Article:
The Canon TS-E 24mm f/3.5L II offers enhanced functionality and image quality in its most popular tilt-shift focal length. Designed with UD glass to minimize and compensate for chromatic aberrations and specially coated aspherical elements for the highest possible glare-free image quality, this tilt-shift lens features an angle of view of 74°. New TS revolving lets users freely combine tilting and shifting within the range of +/- 90° in the direction of movement.
It has an enhanced range of movement of up to +/- 8.5°, a revolving construction for both portrait and landscape shooting modes, locking, ergonomically designed and easily operated tilt and shift knobs, uses a circular aperture for beautiful out-of-focus areas and is constructed using only lead-free glass and has an SWC lens coating that controls ghosting and flare to a far greater degree than earlier coating technologies.
The Canon 24mm F/3.5L is commonly used for Architecture, Landscape/scenery and more.The Canon 24mm F/3.5L is most used by customers who consider themselves to be a Photo enthusiast, Pro photographer, Semi-pro photographer among others.The Canon 24mm F/3.5L is popular because customers like the following qualities of the Canon 24mm F/3.5L: Consistent output, Durable, Easily interchangeable, Rugged, Strong construction, Superior build quality and Super-sharp images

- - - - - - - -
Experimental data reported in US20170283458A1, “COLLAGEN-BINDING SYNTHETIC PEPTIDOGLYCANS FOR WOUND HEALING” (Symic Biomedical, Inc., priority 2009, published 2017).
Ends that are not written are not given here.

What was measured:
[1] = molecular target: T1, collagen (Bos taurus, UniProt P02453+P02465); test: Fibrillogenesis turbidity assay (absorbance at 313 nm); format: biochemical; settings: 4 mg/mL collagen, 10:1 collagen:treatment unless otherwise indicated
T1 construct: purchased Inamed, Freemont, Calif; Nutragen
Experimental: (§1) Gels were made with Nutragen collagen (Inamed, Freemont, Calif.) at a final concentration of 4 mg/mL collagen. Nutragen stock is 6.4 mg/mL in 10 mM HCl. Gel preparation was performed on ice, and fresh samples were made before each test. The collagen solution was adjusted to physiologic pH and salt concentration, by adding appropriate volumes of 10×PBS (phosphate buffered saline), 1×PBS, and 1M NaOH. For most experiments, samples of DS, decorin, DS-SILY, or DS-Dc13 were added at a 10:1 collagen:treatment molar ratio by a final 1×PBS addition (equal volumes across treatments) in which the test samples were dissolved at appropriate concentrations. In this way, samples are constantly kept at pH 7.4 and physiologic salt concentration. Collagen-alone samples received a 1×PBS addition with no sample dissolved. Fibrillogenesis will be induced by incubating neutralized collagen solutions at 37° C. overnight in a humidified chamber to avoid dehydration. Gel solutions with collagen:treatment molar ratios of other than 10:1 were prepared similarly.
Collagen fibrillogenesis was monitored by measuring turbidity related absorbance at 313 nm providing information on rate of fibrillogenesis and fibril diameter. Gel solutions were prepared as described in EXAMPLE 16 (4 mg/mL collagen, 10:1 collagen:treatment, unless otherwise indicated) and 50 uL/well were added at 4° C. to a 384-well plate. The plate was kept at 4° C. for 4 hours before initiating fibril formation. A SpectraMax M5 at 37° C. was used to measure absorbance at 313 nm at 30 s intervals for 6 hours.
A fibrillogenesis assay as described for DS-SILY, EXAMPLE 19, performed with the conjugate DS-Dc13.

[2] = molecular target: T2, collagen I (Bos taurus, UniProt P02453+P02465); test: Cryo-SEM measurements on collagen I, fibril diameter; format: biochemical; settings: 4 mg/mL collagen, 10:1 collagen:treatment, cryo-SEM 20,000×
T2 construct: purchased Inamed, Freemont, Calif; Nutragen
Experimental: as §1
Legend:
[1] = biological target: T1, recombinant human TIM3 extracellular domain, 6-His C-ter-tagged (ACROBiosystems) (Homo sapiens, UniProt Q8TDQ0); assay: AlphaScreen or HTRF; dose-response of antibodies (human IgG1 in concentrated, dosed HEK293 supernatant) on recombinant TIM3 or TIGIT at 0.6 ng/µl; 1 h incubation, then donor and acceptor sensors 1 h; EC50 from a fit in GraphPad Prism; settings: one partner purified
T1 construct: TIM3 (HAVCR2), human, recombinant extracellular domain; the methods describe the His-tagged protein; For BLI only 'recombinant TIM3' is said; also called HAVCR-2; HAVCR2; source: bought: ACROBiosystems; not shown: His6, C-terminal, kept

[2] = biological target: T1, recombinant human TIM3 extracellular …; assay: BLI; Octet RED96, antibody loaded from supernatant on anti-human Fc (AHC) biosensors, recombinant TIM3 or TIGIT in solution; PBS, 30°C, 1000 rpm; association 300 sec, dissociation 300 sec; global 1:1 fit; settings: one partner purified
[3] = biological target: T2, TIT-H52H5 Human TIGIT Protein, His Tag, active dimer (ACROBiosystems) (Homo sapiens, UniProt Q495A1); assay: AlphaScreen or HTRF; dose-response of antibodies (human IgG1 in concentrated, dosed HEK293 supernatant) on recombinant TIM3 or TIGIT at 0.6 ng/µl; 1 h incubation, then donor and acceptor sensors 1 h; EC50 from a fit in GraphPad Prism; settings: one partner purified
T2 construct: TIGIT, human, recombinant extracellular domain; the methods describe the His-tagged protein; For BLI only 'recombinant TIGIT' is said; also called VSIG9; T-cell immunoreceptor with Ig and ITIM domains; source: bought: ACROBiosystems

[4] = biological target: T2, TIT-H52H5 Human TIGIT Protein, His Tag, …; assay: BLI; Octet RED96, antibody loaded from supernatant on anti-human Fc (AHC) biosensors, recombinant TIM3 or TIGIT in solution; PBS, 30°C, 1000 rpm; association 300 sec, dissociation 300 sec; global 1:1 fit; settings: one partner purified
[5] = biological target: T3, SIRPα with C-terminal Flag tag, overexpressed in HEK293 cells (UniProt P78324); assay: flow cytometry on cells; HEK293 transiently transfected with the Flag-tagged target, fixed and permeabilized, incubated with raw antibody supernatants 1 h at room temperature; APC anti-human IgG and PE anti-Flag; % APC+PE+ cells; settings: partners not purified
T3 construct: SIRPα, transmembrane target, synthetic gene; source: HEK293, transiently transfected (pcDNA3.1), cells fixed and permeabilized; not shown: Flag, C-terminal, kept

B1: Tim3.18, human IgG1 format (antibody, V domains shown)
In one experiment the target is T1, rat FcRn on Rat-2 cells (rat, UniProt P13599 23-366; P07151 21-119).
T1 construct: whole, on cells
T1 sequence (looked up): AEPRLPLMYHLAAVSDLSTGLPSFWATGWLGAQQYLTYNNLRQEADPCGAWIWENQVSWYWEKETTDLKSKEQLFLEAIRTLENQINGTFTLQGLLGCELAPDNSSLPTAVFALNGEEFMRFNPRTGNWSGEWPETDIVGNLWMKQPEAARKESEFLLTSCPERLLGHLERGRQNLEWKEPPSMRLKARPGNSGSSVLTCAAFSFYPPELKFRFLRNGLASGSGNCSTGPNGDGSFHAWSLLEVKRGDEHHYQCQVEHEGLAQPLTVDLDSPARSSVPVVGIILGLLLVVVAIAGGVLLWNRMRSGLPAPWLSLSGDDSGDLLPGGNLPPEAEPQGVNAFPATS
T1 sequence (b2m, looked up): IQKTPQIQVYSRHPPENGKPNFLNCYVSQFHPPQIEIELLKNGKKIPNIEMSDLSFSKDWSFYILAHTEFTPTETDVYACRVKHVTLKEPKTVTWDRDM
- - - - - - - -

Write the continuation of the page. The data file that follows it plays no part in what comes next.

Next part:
Most Liked Positive Review
Know Your Facts
I've used this lens, which replaced the marginal Mk I version I owned previously, for over a year. Awesome doesn't begin to describe the image quality you can get with it. Canon engineers hit a home run with this lens. My extensive experience with t/s lenses and my particular experience with this lens leaves me scratching my head at a few of the comments I've read about the use of tilt-shift lenses and this lens in particular. My favorite feature of this lens is its ability to create a seamle...View full Review